The New York State Education Department (SED) issued updated guidelines in August (the Guidelines) regarding the responsibilities of school districts relating to student vaccinations (https://www.nysed.gov/sites/default/files/programs/student-support-services/immunization-guidelines-for-schools.pdf).
By way of background, schools are legally required to obtain proof of immunization for children entering or attending a school, and to work cooperatively with the local department of health to facilitate the vaccination of children. In 2019, the NYS legislature determined that religious beliefs do not exempt a student from this public health mandate. However, provided there is appropriate medical justification, some students may have a medical reason to be exempted from the immunization requirement.
While the Guidelines do not appear to reflect any changes to the law itself, the guidance document does include significant updates from SED’s prior guidance. Of note, the Definition of Terms section of the Guidelines include revised and expanded definitions with regards to the definitions of “Acceptable Proof,” “Fully Immunized,” “Immunity,” “In Process,” and “Serologic test for immunity.”
The Guidelines recommend that schools have a “written immunization policy” and “procedures” consistent with state and federal laws. The Guidelines include a list of items to be addressed in these policies and procedures. It does not appear that this “policy” must be an official “Board Policy.” The Guidelines recommend that this policy, “be evaluated, reviewed, and revised periodically at a rate necessary to keep them up-to-date.” We recommend that school district administrators and school health services personnel review the Guidelines when crafting the immunization policy and procedures. As a reminder, school districts should also be sure to post the current version of the annual influenza education materials (updated by the NYSDOH each year) in each school building in early fall.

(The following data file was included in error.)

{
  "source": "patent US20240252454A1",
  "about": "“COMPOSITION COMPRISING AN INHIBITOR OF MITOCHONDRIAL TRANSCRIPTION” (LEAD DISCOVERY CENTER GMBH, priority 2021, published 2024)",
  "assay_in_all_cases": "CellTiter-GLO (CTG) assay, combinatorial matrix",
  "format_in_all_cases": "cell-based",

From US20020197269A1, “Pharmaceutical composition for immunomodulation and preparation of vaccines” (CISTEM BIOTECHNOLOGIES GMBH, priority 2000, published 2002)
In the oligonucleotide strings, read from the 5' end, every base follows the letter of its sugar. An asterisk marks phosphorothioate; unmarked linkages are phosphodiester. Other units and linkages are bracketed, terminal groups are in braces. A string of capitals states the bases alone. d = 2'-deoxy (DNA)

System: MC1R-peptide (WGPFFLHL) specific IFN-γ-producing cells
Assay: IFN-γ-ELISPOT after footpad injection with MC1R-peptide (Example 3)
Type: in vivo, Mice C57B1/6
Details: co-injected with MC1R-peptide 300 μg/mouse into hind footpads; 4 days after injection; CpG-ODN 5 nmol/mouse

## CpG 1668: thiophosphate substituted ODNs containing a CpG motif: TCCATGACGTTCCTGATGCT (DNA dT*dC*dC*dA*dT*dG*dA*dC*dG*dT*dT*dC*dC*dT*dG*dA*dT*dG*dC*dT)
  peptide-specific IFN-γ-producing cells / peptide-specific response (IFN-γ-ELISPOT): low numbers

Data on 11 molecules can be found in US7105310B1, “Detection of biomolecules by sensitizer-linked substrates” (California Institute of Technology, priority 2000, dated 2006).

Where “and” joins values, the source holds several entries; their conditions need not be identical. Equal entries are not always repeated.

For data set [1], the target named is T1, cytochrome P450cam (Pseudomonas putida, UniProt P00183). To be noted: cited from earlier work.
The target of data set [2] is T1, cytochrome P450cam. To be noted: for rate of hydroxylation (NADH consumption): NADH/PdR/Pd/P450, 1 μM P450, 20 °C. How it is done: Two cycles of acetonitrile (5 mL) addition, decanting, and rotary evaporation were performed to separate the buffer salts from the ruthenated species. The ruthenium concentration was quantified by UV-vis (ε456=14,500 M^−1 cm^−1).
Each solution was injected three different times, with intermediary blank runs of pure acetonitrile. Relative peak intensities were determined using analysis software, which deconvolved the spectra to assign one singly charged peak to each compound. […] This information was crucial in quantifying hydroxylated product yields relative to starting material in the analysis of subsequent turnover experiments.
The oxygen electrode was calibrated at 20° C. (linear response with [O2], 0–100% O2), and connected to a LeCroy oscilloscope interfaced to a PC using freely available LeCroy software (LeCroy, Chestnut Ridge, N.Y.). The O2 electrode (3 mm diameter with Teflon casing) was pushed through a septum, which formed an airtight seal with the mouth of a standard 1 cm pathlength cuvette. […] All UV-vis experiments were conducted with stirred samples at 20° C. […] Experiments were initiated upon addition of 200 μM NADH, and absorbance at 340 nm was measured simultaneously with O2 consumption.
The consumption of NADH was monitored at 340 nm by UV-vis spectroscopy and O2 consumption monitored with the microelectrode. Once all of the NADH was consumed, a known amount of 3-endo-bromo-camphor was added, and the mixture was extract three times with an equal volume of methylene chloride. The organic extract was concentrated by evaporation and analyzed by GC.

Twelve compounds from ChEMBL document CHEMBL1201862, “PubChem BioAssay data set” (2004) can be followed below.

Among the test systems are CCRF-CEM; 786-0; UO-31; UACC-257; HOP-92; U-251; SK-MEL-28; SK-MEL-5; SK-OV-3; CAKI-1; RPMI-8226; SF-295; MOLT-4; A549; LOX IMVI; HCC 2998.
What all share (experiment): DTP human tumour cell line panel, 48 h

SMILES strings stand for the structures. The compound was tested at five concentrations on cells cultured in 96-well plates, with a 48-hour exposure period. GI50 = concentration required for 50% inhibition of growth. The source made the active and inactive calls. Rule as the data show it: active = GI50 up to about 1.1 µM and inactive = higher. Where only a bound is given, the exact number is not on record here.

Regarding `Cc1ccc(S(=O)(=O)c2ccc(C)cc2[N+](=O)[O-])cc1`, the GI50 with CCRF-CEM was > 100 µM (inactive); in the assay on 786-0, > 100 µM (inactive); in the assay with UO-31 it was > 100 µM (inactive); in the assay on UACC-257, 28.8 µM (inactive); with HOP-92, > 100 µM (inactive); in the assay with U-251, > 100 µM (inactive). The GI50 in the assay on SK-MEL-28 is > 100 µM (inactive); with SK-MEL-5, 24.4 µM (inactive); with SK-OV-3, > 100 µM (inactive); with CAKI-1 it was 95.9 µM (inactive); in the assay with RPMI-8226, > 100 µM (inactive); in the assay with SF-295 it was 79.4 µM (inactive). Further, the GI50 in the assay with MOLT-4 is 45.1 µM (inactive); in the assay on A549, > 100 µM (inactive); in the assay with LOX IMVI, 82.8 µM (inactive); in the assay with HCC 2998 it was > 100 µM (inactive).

The Guidelines recommend that “key school personnel such as building administrators, school health personnel, and school registrars” be trained on immunization requirements including district policy.
The Guidelines include new language regarding non-immunized/excluded students: “Schools should have policies in place regarding notifying Child Protective Services (CPS) if the student is of compulsory school age and has been excluded more than 14 days, if the parent refuses to allow the local department of health or another appropriate health practitioner to immunize their child, and no actions steps are reported by the parent/guardian for pursuing other education options, such as homeschooling.”
The Guidelines also clarify the special requirements applicable to homeless students, students in foster care, and refugee students. While homeschooled students are generally not required to provide a school district with proof of vaccination or eligibility for a medical exemption, the Guidelines note that such proof is required where a child that is being homeschooled seeks to participate in testing or other school-sponsored events or activities not open to the general public on the premises of a school.
It is important to note that the NYSDOH may audit a school district to ascertain compliance with immunization-related requirements, and that civil fines may be imposed on schools that allow a student to attend school in violation of immunization related-legal requirements. If you have immunization related questions, please reach out to our firm for guidance.